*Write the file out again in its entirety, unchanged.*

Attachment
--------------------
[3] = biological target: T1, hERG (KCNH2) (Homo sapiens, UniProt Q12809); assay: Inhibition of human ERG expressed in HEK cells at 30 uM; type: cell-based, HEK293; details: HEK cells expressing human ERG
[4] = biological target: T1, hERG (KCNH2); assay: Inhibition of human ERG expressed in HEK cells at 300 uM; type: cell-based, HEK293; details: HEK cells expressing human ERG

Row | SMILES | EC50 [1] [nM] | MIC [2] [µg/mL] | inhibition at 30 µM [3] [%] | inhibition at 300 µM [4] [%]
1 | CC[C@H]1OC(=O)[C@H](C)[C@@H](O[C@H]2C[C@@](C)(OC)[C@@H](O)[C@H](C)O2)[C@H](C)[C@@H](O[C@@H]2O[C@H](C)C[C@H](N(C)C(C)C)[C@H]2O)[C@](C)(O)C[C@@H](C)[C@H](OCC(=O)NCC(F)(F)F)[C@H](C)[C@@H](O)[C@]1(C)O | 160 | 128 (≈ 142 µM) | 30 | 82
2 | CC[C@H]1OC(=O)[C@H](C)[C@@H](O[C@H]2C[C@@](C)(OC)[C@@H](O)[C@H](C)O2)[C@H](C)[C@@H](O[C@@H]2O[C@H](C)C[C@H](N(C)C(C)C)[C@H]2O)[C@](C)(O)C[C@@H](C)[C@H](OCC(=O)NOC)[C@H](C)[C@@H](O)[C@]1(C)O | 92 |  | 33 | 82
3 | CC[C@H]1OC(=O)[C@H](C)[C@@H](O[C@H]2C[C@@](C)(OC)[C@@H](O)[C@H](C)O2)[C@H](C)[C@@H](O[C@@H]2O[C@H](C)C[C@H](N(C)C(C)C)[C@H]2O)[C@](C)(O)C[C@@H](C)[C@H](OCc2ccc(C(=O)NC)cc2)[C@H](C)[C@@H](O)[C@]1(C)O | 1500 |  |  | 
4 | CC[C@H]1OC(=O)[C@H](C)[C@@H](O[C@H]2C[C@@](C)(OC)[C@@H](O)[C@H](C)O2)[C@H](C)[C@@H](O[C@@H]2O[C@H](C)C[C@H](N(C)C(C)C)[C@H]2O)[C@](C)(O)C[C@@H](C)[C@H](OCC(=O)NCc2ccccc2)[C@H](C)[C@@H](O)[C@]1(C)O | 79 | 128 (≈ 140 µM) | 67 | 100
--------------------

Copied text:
[3] = biological target: T1, hERG (KCNH2) (Homo sapiens, UniProt Q12809); assay: Inhibition of human ERG expressed in HEK cells at 30 uM; type: cell-based, HEK293; details: HEK cells expressing human ERG
[4] = biological target: T1, hERG (KCNH2); assay: Inhibition of human ERG expressed in HEK cells at 300 uM; type: cell-based, HEK293; details: HEK cells expressing human ERG

Row | SMILES | EC50 [1] [nM] | MIC [2] [µg/mL] | inhibition at 30 µM [3] [%] | inhibition at 300 µM [4] [%]
1 | CC[C@H]1OC(=O)[C@H](C)[C@@H](O[C@H]2C[C@@](C)(OC)[C@@H](O)[C@H](C)O2)[C@H](C)[C@@H](O[C@@H]2O[C@H](C)C[C@H](N(C)C(C)C)[C@H]2O)[C@](C)(O)C[C@@H](C)[C@H](OCC(=O)NCC(F)(F)F)[C@H](C)[C@@H](O)[C@]1(C)O | 160 | 128 (≈ 142 µM) | 30 | 82
2 | CC[C@H]1OC(=O)[C@H](C)[C@@H](O[C@H]2C[C@@](C)(OC)[C@@H](O)[C@H](C)O2)[C@H](C)[C@@H](O[C@@H]2O[C@H](C)C[C@H](N(C)C(C)C)[C@H]2O)[C@](C)(O)C[C@@H](C)[C@H](OCC(=O)NOC)[C@H](C)[C@@H](O)[C@]1(C)O | 92 |  | 33 | 82
3 | CC[C@H]1OC(=O)[C@H](C)[C@@H](O[C@H]2C[C@@](C)(OC)[C@@H](O)[C@H](C)O2)[C@H](C)[C@@H](O[C@@H]2O[C@H](C)C[C@H](N(C)C(C)C)[C@H]2O)[C@](C)(O)C[C@@H](C)[C@H](OCc2ccc(C(=O)NC)cc2)[C@H](C)[C@@H](O)[C@]1(C)O | 1500 |  |  | 
4 | CC[C@H]1OC(=O)[C@H](C)[C@@H](O[C@H]2C[C@@](C)(OC)[C@@H](O)[C@H](C)O2)[C@H](C)[C@@H](O[C@@H]2O[C@H](C)C[C@H](N(C)C(C)C)[C@H]2O)[C@](C)(O)C[C@@H](C)[C@H](OCC(=O)NCc2ccccc2)[C@H](C)[C@@H](O)[C@]1(C)O | 79 | 128 (≈ 140 µM) | 67 | 100